Field of Science

Blink and you'll miss it (depending, of course, on your religious beliefs)

The attentional blink is another of those weird and wonderful cognitive blind spots with which the human race is afflicted. Flash up two images in close succession, and we find it really difficult to even notice the second, let alone figure out what it is. That's basically because our brains are still engaged in processing the first one.

In another recent study by Lorenzo Colzato (she also did the "big picture" study from a couple of blog posts ago), atheists and Dutch Christian Calvinists have had their attentional blinks assessed.

The set-up is pretty simple. A series of single-digit numbers flash up on the screen, then a letter, then a few more numbers, then another letter. The task is to identify the two letters.

Now, getting the second letter right is easy if you weren't paying attention to the first one. So the key is to look for those people who got the first one right. If you get the first one right, and the second wrong, you have a long attentional blink. If you get the first right and the second right too, then you have a short attentional blink.

Lorenzo found that the atheists she tested had a shorter attentional blink than the Calvinists. In fact, as the figure shows, there actually seems to be a fairly direct relationship between how often the people in her study prayed, and the length of their attentional blink.

She thinks that this is related to her earlier finding (that Calvinists are 'detail' people rather than 'big picture' people). Calvinists are trained from birth to focus on a narrower, rather than a bigger context, and Lorenzo thinks that this has widespread effects on their style of information processing - when compared to individuals who are raised with a broader, more complex worldview (including religious people).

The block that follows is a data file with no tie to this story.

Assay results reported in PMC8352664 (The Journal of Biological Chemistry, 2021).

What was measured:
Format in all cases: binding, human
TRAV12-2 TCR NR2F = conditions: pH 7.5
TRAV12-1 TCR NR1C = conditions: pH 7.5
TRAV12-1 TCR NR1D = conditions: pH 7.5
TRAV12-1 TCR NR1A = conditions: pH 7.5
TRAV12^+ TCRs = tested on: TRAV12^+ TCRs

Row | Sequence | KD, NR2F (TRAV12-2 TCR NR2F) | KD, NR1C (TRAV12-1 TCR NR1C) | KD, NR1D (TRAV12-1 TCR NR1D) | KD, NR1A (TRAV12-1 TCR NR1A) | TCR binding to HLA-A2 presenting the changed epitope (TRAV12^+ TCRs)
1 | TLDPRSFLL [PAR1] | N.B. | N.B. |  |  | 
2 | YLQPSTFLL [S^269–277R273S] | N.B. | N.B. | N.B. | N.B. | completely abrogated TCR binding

Now, I have no idea whether a long attentional blink is a good or bad thing. I guess it depends a lot on the circumstances. It is, however, interesting to note that an earlier study, which showed that meditation can shorten your attentional blink, came down firmly on the side of believing this to be a good thing.


ResearchBlogging.org
Colzato, L. (2010). Religion and the Attentional Blink: Depth of faith predicts depth of the blink Frontiers in Psychology DOI: 10.3389/fpsyg.2010.00147

Creative Commons License This article by Tom Rees was first published on Epiphenom. It is licensed under Creative Commons.

3 comments:

  1. If I could design my society with ambitions with competing with another, perhaps there would be an optimal short/long blinker ratio. Perhaps Long Blinkers can do certain things better than Short Blinkers.

    Well, that is population evolution which is questionable. But I can see Short Blinkers grabbing different niches than Long Blinkers and escaping competitions.

    We need a study of Arminians to see how they compare to the Calvinists.

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  2. The controverial Whorfian hypothesis states that part of the cultural upbringing that shapes our language is language itself. I have always leaned against Whorfians, but there is something there.

    I just read a well-written NYT article on the issue (by a neo-Whorfian, I think). Here is a fun fact that seems similar to the suspicions about the Calvinists:

    In coming years, researchers may also be able to shed light on the impact of language on more subtle areas of perception. For instance, some languages, like Matses in Peru, oblige their speakers, like the finickiest of lawyers, to specify exactly how they came to know about the facts they are reporting. You cannot simply say, as in English, “An animal passed here.” You have to specify, using a different verbal form, whether this was directly experienced (you saw the animal passing), inferred (you saw footprints), conjectured (animals generally pass there that time of day), hearsay or such. If a statement is reported with the incorrect “evidentiality,” it is considered a lie.

    ReplyDelete
  3. * oooops, please edit:

    ".. that shapes our language is language itself."
    ---->
    ".. that shapes our cognition is language itself."

    ReplyDelete

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